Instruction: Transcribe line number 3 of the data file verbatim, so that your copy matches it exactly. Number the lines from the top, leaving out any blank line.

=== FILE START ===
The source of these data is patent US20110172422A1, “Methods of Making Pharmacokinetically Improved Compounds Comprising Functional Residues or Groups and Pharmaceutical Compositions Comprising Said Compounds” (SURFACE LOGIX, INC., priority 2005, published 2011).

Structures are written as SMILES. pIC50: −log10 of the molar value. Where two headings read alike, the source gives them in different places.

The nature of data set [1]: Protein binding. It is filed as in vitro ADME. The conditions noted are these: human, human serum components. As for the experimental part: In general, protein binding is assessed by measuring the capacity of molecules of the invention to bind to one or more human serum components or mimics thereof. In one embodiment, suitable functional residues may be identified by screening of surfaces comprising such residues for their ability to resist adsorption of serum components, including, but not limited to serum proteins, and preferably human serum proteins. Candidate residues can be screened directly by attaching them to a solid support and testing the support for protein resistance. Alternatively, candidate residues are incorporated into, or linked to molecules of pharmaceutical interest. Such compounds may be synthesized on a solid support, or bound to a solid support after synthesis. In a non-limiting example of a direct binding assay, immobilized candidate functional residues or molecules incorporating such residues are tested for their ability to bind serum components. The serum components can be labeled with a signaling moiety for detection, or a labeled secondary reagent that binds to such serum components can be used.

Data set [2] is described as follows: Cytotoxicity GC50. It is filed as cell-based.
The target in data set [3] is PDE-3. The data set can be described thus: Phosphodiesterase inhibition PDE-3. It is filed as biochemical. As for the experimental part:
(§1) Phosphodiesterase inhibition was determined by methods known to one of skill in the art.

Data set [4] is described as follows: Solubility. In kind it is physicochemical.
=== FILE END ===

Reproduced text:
The nature of data set [1]: Protein binding. It is filed as in vitro ADME. The conditions noted are these: human, human serum components. As for the experimental part: In general, protein binding is assessed by measuring the capacity of molecules of the invention to bind to one or more human serum components or mimics thereof. In one embodiment, suitable functional residues may be identified by screening of surfaces comprising such residues for their ability to resist adsorption of serum components, including, but not limited to serum proteins, and preferably human serum proteins. Candidate residues can be screened directly by attaching them to a solid support and testing the support for protein resistance. Alternatively, candidate residues are incorporated into, or linked to molecules of pharmaceutical interest. Such compounds may be synthesized on a solid support, or bound to a solid support after synthesis. In a non-limiting example of a direct binding assay, immobilized candidate functional residues or molecules incorporating such residues are tested for their ability to bind serum components. The serum components can be labeled with a signaling moiety for detection, or a labeled secondary reagent that binds to such serum components can be used.